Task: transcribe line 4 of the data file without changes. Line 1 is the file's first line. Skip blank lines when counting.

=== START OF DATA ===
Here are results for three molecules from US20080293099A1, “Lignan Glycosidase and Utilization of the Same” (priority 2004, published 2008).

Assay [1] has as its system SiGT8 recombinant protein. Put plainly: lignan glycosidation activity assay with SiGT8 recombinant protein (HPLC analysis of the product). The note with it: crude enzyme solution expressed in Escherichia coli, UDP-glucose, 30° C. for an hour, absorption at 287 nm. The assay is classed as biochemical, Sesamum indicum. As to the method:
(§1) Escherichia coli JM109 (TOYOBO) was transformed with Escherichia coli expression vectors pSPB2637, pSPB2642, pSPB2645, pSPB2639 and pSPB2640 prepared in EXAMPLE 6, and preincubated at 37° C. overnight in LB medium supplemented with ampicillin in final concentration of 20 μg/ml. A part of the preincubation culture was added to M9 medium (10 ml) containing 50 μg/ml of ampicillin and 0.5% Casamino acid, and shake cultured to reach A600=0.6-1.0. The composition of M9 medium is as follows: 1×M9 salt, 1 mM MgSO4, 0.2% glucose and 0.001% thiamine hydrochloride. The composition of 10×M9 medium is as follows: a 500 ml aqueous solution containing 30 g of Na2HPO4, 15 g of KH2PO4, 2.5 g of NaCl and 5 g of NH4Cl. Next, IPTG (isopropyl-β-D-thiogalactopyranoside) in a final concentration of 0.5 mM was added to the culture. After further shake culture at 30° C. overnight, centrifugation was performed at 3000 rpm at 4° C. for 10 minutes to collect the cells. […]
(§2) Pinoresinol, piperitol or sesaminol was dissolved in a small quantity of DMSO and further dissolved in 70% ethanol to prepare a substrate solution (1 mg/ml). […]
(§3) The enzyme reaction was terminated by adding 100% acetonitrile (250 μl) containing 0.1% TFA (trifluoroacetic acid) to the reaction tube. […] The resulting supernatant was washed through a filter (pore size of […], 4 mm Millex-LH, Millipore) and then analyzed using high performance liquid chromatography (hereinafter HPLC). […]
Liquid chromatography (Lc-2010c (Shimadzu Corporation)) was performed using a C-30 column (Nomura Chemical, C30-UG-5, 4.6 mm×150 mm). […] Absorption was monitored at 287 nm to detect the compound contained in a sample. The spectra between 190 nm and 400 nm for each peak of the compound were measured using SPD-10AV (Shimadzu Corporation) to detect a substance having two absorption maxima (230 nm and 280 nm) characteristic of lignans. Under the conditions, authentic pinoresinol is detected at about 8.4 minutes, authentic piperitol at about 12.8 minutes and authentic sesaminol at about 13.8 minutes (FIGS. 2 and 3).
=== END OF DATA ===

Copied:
(§2) Pinoresinol, piperitol or sesaminol was dissolved in a small quantity of DMSO and further dissolved in 70% ethanol to prepare a substrate solution (1 mg/ml). […]